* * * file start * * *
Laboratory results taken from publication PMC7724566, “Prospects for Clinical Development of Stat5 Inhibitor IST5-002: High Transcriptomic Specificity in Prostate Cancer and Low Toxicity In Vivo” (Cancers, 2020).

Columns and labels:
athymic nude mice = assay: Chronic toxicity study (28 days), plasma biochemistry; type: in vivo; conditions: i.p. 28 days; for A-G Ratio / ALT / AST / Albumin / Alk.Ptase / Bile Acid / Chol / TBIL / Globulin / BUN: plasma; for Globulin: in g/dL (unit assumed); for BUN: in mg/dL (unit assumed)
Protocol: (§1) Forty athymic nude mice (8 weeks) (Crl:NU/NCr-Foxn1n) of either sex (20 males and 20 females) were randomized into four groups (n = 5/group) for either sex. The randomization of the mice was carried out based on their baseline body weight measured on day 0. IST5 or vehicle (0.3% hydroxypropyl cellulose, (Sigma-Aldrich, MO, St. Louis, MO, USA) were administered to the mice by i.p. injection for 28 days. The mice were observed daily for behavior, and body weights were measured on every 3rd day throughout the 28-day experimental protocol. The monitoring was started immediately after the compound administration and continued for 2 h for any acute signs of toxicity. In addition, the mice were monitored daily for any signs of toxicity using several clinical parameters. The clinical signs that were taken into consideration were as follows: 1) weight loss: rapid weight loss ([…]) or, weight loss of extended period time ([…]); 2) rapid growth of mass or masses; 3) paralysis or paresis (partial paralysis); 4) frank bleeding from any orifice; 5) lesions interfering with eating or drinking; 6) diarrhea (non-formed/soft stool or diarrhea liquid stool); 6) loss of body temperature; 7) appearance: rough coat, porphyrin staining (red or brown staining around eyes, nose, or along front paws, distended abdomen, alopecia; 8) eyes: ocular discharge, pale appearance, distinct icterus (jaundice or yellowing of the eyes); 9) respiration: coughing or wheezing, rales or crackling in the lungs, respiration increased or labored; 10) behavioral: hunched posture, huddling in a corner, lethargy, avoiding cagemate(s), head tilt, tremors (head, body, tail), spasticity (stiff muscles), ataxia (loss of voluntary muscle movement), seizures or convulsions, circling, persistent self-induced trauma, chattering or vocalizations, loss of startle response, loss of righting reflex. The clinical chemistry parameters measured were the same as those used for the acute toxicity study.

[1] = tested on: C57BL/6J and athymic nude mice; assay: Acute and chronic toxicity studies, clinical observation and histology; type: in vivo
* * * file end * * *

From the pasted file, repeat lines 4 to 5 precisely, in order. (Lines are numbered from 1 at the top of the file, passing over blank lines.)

Protocol: (§1) Forty athymic nude mice (8 weeks) (Crl:NU/NCr-Foxn1n) of either sex (20 males and 20 females) were randomized into four groups (n = 5/group) for either sex. The randomization of the mice was carried out based on their baseline body weight measured on day 0. IST5 or vehicle (0.3% hydroxypropyl cellulose, (Sigma-Aldrich, MO, St. Louis, MO, USA) were administered to the mice by i.p. injection for 28 days. The mice were observed daily for behavior, and body weights were measured on every 3rd day throughout the 28-day experimental protocol. The monitoring was started immediately after the compound administration and continued for 2 h for any acute signs of toxicity. In addition, the mice were monitored daily for any signs of toxicity using several clinical parameters. The clinical signs that were taken into consideration were as follows: 1) weight loss: rapid weight loss ([…]) or, weight loss of extended period time ([…]); 2) rapid growth of mass or masses; 3) paralysis or paresis (partial paralysis); 4) frank bleeding from any orifice; 5) lesions interfering with eating or drinking; 6) diarrhea (non-formed/soft stool or diarrhea liquid stool); 6) loss of body temperature; 7) appearance: rough coat, porphyrin staining (red or brown staining around eyes, nose, or along front paws, distended abdomen, alopecia; 8) eyes: ocular discharge, pale appearance, distinct icterus (jaundice or yellowing of the eyes); 9) respiration: coughing or wheezing, rales or crackling in the lungs, respiration increased or labored; 10) behavioral: hunched posture, huddling in a corner, lethargy, avoiding cagemate(s), head tilt, tremors (head, body, tail), spasticity (stiff muscles), ataxia (loss of voluntary muscle movement), seizures or convulsions, circling, persistent self-induced trauma, chattering or vocalizations, loss of startle response, loss of righting reflex. The clinical chemistry parameters measured were the same as those used for the acute toxicity study.

[1] = tested on: C57BL/6J and athymic nude mice; assay: Acute and chronic toxicity studies, clinical observation and histology; type: in vivo